Survey: Student Loan Borrowers Brace for Financial Uncertainty in Repayment | Student Loans and Advice


Federal student loan payments will resume in just two months after more than three years of zero-interest forbearance. But reentering student loan repayment will be a significant financial shift for borrowers – and most of them don’t even know basic details of repayment, like their payment amount or due date, according to a July 2023 survey from U.S. News.

Between July 17 and 26, U.S. News ran a nationwide survey of 1,202 former college students with outstanding federal student loan debt. We asked respondents a series of questions to find out how the end of forbearance will impact their finances. Here’s what we found:

  • Nearly half of borrowers (46%) aren’t financially prepared to resume federal student loan payments in October. This sentiment is the highest among borrowers who didn’t obtain a degree, with 69% of them saying they’re not ready for repayment. On the other hand, just 35% of those with a master’s degree or higher said the same.
  • Three-quarters (74%) had been planning on using President Joe Biden’s student loan forgiveness plan. Even more (79%) say the Biden administration should try again to forgive federal student loan debt. About 37% of borrowers have a student loan balance of $20,000 or less, which means they may have qualified to have all of their debt forgiven.
  • Student loan borrowers haven’t been sufficiently informed on repayment details. Less than a third (30%) know when payments are set to resume, and 48% don’t know how much their payments will be when the bill becomes due. And while 67% have heard of the Biden administration’s temporary 12-month onramp to repayment program, only 31% know what it is.
  • The vast majority of borrowers (85%) think they’ll face financial hardship due to student loan repayment. About half (49%) say they’ll have a hard time paying other bills, 43% will have to postpone other financial goals and 36% won’t be able to contribute toward their savings.
  • Most borrowers (78%) plan on applying for deferment or forbearance once student loan payments resume. Additionally, 83% plan on using strategies to reduce their monthly payments, such as enrolling in an income-driven repayment plan (34%) or an extended repayment plan (23%).
  • The student loan payment pause gave borrowers an opportunity to improve their finances. During forbearance, 79% of borrowers were able to use the money they would’ve used toward student loan payments to meet other financial goals, such as paying down other debts (40%), growing their savings (37%) and increasing their investments (28%).
  • One in four borrowers (26%) said they were able to pay down their student loans faster during forbearance, since interest rates were set to 0%. Three-quarters of borrowers had been making payments toward their student loans during forbearance, at least occasionally.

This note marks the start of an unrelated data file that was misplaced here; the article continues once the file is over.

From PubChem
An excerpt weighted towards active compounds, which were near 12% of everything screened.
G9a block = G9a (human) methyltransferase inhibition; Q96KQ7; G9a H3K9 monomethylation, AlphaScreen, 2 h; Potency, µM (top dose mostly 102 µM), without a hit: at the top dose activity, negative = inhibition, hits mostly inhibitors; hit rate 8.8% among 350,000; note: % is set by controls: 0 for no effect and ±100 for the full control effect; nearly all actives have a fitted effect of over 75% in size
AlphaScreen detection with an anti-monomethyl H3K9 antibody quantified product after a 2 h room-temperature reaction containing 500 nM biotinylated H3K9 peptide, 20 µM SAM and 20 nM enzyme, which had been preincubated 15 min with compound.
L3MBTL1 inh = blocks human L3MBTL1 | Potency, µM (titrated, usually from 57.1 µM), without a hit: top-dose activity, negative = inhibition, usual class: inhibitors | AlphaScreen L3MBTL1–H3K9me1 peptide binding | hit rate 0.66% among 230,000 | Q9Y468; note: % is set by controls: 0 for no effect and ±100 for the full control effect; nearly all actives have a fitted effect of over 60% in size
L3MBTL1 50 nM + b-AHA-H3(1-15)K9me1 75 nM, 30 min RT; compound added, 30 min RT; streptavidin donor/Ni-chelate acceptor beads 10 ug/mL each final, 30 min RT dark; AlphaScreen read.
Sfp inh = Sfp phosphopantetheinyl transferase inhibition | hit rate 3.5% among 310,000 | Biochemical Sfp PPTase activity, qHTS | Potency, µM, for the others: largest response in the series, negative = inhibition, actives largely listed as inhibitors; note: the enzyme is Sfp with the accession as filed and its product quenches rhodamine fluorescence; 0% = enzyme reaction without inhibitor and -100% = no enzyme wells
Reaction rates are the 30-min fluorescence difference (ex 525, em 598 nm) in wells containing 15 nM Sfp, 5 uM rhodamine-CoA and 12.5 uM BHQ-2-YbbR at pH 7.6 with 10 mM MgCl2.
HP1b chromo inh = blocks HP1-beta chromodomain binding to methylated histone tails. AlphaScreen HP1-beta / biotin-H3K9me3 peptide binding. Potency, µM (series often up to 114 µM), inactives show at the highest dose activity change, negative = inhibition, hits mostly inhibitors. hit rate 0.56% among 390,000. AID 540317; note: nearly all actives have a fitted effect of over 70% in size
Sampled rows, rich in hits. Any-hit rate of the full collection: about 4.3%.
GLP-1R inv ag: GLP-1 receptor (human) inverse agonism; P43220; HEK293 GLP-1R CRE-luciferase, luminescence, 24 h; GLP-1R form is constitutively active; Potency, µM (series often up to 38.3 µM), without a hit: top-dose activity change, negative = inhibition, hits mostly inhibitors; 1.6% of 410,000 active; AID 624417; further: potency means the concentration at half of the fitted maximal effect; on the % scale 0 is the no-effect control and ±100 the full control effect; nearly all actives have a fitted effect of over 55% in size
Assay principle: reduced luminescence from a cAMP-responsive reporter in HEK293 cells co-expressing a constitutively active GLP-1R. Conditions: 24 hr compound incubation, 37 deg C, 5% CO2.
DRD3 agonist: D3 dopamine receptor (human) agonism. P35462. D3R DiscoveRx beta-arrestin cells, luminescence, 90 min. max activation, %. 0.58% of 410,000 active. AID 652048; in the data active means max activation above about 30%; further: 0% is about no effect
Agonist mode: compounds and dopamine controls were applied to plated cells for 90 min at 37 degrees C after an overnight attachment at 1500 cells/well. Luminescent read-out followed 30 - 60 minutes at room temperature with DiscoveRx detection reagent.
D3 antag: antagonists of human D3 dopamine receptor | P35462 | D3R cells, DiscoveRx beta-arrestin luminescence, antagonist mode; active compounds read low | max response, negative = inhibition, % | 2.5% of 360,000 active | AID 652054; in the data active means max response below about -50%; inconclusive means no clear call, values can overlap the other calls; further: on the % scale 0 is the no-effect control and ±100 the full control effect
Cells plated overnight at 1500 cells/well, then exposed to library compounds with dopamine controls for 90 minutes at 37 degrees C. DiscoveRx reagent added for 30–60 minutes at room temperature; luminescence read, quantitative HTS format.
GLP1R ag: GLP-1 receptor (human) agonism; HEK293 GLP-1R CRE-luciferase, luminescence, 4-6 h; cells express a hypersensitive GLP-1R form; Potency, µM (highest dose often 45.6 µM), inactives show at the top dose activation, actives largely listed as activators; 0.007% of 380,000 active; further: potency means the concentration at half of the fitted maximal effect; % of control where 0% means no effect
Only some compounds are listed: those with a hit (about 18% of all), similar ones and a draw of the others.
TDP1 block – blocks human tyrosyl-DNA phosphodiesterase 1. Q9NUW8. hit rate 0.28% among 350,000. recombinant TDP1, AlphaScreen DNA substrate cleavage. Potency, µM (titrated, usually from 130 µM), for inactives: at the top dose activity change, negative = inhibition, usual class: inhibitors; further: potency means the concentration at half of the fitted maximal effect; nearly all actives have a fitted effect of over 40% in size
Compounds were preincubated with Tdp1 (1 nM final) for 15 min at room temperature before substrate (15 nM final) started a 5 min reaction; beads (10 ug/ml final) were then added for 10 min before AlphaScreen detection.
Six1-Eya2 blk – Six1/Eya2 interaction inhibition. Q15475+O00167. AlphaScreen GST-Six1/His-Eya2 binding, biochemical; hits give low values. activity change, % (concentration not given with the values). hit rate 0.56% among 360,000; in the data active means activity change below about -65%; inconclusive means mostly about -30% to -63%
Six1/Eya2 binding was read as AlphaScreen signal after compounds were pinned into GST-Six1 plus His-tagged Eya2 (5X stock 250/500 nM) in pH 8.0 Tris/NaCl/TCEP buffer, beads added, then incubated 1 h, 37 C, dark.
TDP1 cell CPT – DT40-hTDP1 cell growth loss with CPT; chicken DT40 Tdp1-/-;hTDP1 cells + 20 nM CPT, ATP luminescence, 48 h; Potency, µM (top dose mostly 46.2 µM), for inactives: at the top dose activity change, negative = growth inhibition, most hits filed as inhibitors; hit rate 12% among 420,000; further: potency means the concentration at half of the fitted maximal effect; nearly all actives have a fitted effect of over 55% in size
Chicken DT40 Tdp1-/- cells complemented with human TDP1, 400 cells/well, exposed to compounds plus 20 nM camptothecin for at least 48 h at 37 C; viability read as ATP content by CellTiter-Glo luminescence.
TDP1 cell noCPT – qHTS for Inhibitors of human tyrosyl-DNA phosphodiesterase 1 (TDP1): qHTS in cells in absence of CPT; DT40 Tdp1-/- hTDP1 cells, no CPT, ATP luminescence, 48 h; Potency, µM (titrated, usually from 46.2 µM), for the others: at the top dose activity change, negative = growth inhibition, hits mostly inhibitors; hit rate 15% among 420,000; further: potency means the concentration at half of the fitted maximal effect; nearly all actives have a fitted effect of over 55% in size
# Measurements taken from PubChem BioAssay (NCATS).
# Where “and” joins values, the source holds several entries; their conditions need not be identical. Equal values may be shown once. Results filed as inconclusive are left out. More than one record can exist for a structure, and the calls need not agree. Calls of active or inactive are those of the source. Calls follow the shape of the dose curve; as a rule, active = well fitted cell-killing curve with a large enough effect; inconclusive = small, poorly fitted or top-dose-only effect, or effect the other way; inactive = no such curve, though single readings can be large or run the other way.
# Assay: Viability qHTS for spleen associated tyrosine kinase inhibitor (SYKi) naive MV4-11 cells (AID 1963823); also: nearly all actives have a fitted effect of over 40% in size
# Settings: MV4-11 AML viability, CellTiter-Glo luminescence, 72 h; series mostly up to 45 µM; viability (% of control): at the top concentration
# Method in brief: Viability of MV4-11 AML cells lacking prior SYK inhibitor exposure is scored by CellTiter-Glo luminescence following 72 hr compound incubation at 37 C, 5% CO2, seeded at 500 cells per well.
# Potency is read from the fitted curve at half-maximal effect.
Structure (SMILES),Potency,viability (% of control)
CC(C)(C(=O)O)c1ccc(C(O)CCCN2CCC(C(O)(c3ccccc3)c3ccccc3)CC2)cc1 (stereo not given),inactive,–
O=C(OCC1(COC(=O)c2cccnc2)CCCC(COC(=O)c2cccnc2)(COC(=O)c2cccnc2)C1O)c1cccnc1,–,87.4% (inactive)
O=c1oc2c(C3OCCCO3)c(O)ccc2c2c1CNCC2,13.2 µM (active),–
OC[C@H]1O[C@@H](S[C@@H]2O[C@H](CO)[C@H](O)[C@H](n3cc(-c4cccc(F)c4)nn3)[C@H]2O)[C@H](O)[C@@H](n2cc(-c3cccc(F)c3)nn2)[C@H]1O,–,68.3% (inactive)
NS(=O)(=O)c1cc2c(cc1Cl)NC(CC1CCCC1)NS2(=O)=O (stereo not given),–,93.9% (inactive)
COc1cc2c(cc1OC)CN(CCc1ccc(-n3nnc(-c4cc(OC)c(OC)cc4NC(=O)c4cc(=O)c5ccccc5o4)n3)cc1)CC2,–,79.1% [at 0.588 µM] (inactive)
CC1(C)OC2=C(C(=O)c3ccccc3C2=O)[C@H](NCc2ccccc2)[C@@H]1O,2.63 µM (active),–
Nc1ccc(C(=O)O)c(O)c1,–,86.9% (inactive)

From a Borrower’s Perspective, Student Loan Repayment Is Shrouded in Mystery

Federal student loans have been in forbearance since March 2020 – since that time, payments have been paused and interest has been set to 0%. For many borrowers, particularly recent graduates, COVID-19 forbearance has become the norm. In fact, 36% of survey respondents have had their federal student loans for less than three years, which means they’ve never been required to make payments.

But transitioning millions of borrowers into repayment has been a complicated task for student loan servicers and Education Department officials alike. Despite persistent messaging from the Biden administration, there’s still widespread confusion about when exactly payments will resume and how much they’ll cost.

Just 30% of respondents knew that their student loan payments would begin again in October; 26% said they simply didn’t know, while 27% thought payments resume in September and 17% believed they start in January 2024. To further complicate matters, only 52% of borrowers know how much their monthly payments will be when forbearance ends.

With so much uncertainty looming over their finances, most student loan borrowers are experiencing some level of stress about repayment. The vast majority (88%) are at least “somewhat” stressed about student loan payments resuming in October, with 42% being “very” or “extremely” stressed. Those without a degree experience the most anxiety: About 27% report extreme stress over repaying their student loans, compared with the 18% of degree holders who feel the same.

Repayment Is Approaching – But Nearly Half of Borrowers Aren’t Ready

Given how many borrowers are fuzzy on the details of student loan repayment, it makes sense why some feel unequipped for the end of forbearance. Slightly more than half (54%) of respondents feel financially prepared to start making payments again in October, while the rest (46%) aren’t ready.